Study Shows Canadian Government Needs to Expand E-Services

Federal and provincial governments need to speed up the introduction of e-government services due to the growing number of Canadians on the Internet, according to the 1999 PricewaterhouseCoopers Consumer Technology Study.

Most Canadian voters are forecast to have home Internet access by the summer of this year; and already 32 percent of Canadian Internet users say they use the Internet to access government services.

The survey shows that Canadians make more use of online services from their provincial government than the federal government. Internet users in Quebec access provincial government online services four times as much as federal services.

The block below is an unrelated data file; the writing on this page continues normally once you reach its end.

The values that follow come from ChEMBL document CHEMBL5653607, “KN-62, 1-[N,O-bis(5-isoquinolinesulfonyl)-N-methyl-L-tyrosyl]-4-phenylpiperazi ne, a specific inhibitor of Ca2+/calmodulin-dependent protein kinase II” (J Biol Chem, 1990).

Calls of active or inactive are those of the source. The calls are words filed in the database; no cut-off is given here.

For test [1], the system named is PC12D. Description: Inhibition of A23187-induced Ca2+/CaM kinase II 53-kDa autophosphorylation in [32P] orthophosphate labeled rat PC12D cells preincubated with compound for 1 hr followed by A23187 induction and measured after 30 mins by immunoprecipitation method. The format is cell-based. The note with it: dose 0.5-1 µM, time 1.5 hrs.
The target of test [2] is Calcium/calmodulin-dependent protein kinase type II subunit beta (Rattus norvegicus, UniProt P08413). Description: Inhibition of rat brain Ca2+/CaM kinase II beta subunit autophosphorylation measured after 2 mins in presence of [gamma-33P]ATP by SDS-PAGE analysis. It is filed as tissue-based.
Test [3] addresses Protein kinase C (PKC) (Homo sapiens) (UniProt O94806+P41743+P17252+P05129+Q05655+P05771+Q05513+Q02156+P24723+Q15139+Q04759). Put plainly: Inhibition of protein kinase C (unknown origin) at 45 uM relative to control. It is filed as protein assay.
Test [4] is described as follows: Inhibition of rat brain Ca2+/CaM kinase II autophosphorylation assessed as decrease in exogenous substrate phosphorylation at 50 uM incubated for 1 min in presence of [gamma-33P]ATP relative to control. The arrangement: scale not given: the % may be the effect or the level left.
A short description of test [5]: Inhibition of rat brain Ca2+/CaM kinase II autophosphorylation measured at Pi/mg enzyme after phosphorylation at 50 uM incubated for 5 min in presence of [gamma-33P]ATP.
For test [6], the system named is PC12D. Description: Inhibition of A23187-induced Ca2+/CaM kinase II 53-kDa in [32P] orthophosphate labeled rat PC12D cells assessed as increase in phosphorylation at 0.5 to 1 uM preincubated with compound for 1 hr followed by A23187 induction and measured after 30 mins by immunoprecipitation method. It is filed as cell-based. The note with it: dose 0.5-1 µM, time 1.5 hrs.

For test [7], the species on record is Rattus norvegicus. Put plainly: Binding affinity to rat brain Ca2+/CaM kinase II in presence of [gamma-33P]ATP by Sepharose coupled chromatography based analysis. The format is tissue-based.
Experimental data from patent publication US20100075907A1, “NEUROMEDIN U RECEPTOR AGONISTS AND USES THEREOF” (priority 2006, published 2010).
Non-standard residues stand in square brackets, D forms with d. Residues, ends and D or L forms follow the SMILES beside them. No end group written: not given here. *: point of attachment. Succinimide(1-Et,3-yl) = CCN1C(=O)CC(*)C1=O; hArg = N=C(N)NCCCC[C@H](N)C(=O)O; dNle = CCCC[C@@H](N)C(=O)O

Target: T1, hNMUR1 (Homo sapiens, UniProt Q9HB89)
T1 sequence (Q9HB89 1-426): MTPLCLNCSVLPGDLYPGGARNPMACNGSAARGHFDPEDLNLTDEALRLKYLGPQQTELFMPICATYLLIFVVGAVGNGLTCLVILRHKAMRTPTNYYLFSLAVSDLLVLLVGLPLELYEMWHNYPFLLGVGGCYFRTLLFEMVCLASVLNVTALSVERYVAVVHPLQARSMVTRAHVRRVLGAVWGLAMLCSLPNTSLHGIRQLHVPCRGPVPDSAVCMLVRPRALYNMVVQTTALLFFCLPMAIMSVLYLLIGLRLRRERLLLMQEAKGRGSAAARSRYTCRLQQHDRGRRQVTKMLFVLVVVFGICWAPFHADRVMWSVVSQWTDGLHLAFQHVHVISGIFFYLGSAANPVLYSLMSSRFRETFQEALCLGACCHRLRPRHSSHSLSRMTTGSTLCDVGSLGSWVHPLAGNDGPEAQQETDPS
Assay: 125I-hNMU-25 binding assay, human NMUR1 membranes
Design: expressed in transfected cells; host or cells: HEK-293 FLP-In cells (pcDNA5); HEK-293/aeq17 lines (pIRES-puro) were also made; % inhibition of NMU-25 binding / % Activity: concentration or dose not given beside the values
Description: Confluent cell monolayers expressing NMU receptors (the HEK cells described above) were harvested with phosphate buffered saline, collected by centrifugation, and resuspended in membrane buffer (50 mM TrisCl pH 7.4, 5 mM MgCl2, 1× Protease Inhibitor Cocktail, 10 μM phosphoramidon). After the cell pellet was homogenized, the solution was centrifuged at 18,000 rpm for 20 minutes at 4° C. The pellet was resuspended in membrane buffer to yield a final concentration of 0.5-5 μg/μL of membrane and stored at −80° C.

Those now using government Web sites say they access them primarily to get information on government programs and services (82%), to find phone numbers or addresses (54%), or to search for work or career opportunities (52%).

Only 14 percent say they are applying for a service or payment and 8 percent are filing a tax return online, but there is broad interest in doing these types of transactions online in future.

“A clear Internet majority is forming and governments should step to the plate with enriched e-government services that communicate with Canadians in effective, informative ways,” said Oliver Kent, e-government leader for PricewaterhouseCoopers in Canada.

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